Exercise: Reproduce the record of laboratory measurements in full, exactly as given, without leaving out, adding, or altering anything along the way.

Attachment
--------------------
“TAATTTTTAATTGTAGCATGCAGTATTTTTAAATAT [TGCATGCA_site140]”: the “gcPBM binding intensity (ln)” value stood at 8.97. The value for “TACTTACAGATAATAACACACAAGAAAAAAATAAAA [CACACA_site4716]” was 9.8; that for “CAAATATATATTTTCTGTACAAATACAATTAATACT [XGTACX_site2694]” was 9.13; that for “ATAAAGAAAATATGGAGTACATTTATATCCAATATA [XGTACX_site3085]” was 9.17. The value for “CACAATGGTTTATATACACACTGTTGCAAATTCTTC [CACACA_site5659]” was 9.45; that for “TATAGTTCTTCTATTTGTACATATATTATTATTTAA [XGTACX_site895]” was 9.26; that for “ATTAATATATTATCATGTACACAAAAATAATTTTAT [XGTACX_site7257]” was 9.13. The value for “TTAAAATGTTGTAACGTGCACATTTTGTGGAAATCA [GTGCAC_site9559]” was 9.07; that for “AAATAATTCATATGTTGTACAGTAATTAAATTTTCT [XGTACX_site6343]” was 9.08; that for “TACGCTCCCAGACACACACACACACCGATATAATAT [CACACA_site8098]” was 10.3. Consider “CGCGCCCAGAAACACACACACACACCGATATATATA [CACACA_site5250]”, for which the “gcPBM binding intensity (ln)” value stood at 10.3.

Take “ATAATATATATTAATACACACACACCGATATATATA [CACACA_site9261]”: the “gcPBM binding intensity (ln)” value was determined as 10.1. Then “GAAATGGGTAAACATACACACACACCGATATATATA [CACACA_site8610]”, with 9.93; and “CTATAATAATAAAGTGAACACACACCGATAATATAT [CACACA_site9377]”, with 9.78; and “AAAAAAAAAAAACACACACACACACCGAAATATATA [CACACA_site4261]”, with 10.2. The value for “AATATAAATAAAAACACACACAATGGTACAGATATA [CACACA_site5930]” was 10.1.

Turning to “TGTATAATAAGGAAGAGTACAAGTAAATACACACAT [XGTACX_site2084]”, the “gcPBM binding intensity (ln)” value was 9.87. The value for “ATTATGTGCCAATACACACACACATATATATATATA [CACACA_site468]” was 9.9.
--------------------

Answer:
“TAATTTTTAATTGTAGCATGCAGTATTTTTAAATAT [TGCATGCA_site140]”: the “gcPBM binding intensity (ln)” value stood at 8.97. The value for “TACTTACAGATAATAACACACAAGAAAAAAATAAAA [CACACA_site4716]” was 9.8; that for “CAAATATATATTTTCTGTACAAATACAATTAATACT [XGTACX_site2694]” was 9.13; that for “ATAAAGAAAATATGGAGTACATTTATATCCAATATA [XGTACX_site3085]” was 9.17. The value for “CACAATGGTTTATATACACACTGTTGCAAATTCTTC [CACACA_site5659]” was 9.45; that for “TATAGTTCTTCTATTTGTACATATATTATTATTTAA [XGTACX_site895]” was 9.26; that for “ATTAATATATTATCATGTACACAAAAATAATTTTAT [XGTACX_site7257]” was 9.13. The value for “TTAAAATGTTGTAACGTGCACATTTTGTGGAAATCA [GTGCAC_site9559]” was 9.07; that for “AAATAATTCATATGTTGTACAGTAATTAAATTTTCT [XGTACX_site6343]” was 9.08; that for “TACGCTCCCAGACACACACACACACCGATATAATAT [CACACA_site8098]” was 10.3. Consider “CGCGCCCAGAAACACACACACACACCGATATATATA [CACACA_site5250]”, for which the “gcPBM binding intensity (ln)” value stood at 10.3.

Take “ATAATATATATTAATACACACACACCGATATATATA [CACACA_site9261]”: the “gcPBM binding intensity (ln)” value was determined as 10.1. Then “GAAATGGGTAAACATACACACACACCGATATATATA [CACACA_site8610]”, with 9.93; and “CTATAATAATAAAGTGAACACACACCGATAATATAT [CACACA_site9377]”, with 9.78; and “AAAAAAAAAAAACACACACACACACCGAAATATATA [CACACA_site4261]”, with 10.2. The value for “AATATAAATAAAAACACACACAATGGTACAGATATA [CACACA_site5930]” was 10.1.

Turning to “TGTATAATAAGGAAGAGTACAAGTAAATACACACAT [XGTACX_site2084]”, the “gcPBM binding intensity (ln)” value was 9.87. The value for “ATTATGTGCCAATACACACACACATATATATATATA [CACACA_site468]” was 9.9.